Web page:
DOJ Uses Pandemic to Request Greater Power

Justice Departments asks Congress for authority to temporarily suspend habeas corpus.

Thomas Gallatin · Mar. 24, 2020

The Justice Department “quietly” petitioned Congress last week to grant it greater powers. Specifically, Politico reported that the DOJ “has quietly asked Congress for the ability to ask chief judges to detain people indefinitely without trial during emergencies — part of a push for new powers that comes as the coronavirus spreads through the United States.” In other words, the DOJ wants new power to essentially suspend habeas corpus whenever the DOJ deems it necessary.

Politico further noted that “the proposal — which the agency hopes to have included in the next round of pandemic legislation — would let the DOJ and its sister agency, the FTC, add 15 days onto merger timelines during emergencies, such as disease outbreaks, natural disasters or government shutdowns. … The proposal would also grant those top judges broad authority to pause court proceedings during emergencies. It would apply to ‘any statutes or rules of procedure otherwise affecting pre-arrest, post-arrest, pre-trial, trial, and post-trial procedures in criminal and juvenile proceedings and all civil process and proceedings.’”

The DOJ’s proposal is troubling and arguably dangerous, as it seeks to set a precedent that during extraordinary or crisis circumstances the government should enjoy greater power that literally strips Americans of their constitutional rights. Abraham Lincoln was wrong to suspend habeas corpus protections during a literal war. How much worse of an overreach is it during peacetime, even if it is an extraordinary national crisis?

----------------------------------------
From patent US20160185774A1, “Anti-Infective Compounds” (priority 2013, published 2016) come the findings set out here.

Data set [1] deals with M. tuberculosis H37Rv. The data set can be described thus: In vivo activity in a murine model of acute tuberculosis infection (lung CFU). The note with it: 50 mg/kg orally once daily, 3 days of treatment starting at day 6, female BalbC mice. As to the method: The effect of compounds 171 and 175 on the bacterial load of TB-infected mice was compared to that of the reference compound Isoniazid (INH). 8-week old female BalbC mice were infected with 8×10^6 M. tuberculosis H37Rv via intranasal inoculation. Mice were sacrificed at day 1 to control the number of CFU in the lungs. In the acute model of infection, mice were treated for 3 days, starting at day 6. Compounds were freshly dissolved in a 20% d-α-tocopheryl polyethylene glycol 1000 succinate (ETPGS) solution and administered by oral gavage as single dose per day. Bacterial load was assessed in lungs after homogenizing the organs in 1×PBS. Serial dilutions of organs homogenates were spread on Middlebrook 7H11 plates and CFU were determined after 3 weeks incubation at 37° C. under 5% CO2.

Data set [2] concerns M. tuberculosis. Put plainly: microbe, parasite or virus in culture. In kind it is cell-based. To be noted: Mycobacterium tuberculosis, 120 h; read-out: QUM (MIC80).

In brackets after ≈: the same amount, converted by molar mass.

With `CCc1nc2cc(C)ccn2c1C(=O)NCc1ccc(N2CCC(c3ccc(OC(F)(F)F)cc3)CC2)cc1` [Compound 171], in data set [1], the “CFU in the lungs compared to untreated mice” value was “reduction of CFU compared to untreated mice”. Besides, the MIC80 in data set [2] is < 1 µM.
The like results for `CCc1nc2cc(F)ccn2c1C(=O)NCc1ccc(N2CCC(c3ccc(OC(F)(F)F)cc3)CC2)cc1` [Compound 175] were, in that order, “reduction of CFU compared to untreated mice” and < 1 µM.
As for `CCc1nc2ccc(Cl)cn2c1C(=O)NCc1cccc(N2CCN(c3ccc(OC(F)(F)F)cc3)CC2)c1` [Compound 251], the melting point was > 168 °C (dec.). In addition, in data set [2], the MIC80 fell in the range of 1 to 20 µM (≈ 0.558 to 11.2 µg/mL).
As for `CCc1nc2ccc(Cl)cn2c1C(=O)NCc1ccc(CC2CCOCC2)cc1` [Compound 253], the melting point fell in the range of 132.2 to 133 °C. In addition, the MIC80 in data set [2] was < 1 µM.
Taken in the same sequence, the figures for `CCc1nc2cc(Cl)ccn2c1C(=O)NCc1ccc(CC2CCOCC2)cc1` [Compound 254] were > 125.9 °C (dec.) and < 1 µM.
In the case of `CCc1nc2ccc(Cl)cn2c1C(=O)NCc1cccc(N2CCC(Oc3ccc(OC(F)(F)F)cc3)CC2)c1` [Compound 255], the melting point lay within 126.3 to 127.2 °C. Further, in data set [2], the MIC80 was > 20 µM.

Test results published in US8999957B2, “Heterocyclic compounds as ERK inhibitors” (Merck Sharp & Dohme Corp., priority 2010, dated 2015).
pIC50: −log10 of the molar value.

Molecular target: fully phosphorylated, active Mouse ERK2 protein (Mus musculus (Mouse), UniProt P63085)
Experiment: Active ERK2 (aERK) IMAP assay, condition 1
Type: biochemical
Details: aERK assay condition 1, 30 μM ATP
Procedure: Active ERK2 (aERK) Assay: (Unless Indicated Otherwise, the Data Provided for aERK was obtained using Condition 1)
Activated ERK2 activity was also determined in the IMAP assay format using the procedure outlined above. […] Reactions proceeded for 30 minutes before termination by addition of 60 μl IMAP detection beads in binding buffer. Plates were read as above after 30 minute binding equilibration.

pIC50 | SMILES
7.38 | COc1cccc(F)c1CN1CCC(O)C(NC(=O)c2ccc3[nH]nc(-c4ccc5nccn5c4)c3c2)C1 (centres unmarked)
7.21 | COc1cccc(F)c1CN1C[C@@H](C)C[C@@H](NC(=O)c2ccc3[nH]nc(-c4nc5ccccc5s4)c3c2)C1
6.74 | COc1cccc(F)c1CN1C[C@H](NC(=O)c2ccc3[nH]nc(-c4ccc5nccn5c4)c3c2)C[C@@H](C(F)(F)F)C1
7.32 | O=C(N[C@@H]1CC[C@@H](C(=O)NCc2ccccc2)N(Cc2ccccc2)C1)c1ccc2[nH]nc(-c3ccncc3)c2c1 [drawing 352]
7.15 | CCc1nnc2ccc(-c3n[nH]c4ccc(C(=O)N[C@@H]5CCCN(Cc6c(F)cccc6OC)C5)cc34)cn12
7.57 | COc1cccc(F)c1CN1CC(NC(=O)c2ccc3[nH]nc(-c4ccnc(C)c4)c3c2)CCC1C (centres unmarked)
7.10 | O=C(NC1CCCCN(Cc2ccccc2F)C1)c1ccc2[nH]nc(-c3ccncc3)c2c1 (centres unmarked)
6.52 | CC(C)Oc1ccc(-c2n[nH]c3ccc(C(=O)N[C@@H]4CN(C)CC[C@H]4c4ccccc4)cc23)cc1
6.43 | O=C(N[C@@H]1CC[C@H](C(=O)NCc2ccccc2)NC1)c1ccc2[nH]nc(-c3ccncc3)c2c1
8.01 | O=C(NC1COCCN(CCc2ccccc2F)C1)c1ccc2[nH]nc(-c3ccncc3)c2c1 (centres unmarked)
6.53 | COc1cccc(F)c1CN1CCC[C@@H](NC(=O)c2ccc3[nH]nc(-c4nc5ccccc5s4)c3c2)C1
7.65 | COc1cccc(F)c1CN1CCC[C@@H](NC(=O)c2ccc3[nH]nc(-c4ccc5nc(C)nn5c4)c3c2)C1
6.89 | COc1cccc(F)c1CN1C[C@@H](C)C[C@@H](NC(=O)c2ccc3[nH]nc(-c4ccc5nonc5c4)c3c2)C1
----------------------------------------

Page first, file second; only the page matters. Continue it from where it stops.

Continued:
As Scott Bullock, president and general counsel for the Institute for Justice, warns, “History demonstrates again and again that governments use a crisis to expand power and violate vital constitutional principles. And when the supposed emergency is over, the expanded powers often become permanent.”

Echoing Bullock’s warnings, Cato Institute vice president for criminal justice Clark Neily states, “If history is any indication, it’s a near certainty that these powers will be abused and that DOJ will try to hide those abuses when they occur. This is simply not an agency that has earned the kind of trust implied by these requests for increased authority and discretion.”

Ironically, the DOJ still hasn’t fully answered for its abuse of the secretive FISA court system, and now it’s asking to be trusted with even more power. Rep. Justin Amash (I-MI) is correct in responding, “Congress must loudly reply NO.”

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